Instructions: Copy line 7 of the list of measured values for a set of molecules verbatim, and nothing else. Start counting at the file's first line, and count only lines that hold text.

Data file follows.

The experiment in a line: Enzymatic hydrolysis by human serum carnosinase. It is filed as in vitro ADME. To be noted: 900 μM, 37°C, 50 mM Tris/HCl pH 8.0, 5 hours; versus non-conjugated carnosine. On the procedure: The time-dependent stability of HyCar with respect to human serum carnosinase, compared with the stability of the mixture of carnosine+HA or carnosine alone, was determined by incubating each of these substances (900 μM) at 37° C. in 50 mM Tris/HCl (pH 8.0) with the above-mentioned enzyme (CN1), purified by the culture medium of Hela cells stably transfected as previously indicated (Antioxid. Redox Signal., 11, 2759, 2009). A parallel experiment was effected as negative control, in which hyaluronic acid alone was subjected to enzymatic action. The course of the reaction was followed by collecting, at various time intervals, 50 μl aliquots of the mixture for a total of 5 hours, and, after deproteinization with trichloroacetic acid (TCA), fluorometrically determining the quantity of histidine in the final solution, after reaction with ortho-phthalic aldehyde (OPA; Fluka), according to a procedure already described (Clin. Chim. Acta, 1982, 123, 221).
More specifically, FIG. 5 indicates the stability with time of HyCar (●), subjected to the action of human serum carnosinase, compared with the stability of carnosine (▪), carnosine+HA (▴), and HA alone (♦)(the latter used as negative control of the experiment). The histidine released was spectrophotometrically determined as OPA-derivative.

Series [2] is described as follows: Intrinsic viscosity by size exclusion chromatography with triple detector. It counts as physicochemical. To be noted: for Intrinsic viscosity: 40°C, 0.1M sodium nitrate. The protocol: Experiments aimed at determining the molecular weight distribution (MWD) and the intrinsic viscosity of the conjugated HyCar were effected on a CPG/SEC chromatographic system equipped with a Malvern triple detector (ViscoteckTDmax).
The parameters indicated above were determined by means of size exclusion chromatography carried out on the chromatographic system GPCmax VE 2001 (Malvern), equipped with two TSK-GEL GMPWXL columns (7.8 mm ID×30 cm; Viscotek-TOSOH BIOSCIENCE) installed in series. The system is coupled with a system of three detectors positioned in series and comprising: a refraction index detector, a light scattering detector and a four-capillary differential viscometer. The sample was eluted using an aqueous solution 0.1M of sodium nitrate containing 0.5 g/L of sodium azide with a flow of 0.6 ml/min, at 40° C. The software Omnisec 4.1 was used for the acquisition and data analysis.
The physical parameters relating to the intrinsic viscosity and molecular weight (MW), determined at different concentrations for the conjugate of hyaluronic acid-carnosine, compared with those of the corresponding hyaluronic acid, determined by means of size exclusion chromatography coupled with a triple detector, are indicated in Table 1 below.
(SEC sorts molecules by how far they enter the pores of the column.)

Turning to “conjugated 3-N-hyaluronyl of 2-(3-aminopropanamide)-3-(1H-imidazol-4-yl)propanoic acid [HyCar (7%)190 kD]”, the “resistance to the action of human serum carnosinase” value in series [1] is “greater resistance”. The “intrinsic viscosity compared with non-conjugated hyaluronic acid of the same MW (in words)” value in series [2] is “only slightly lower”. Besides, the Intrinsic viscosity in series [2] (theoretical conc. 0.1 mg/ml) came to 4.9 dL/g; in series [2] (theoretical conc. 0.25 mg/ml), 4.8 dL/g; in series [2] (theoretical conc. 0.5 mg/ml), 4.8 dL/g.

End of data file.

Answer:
Turning to “conjugated 3-N-hyaluronyl of 2-(3-aminopropanamide)-3-(1H-imidazol-4-yl)propanoic acid [HyCar (7%)190 kD]”, the “resistance to the action of human serum carnosinase” value in series [1] is “greater resistance”. The “intrinsic viscosity compared with non-conjugated hyaluronic acid of the same MW (in words)” value in series [2] is “only slightly lower”. Besides, the Intrinsic viscosity in series [2] (theoretical conc. 0.1 mg/ml) came to 4.9 dL/g; in series [2] (theoretical conc. 0.25 mg/ml), 4.8 dL/g; in series [2] (theoretical conc. 0.5 mg/ml), 4.8 dL/g.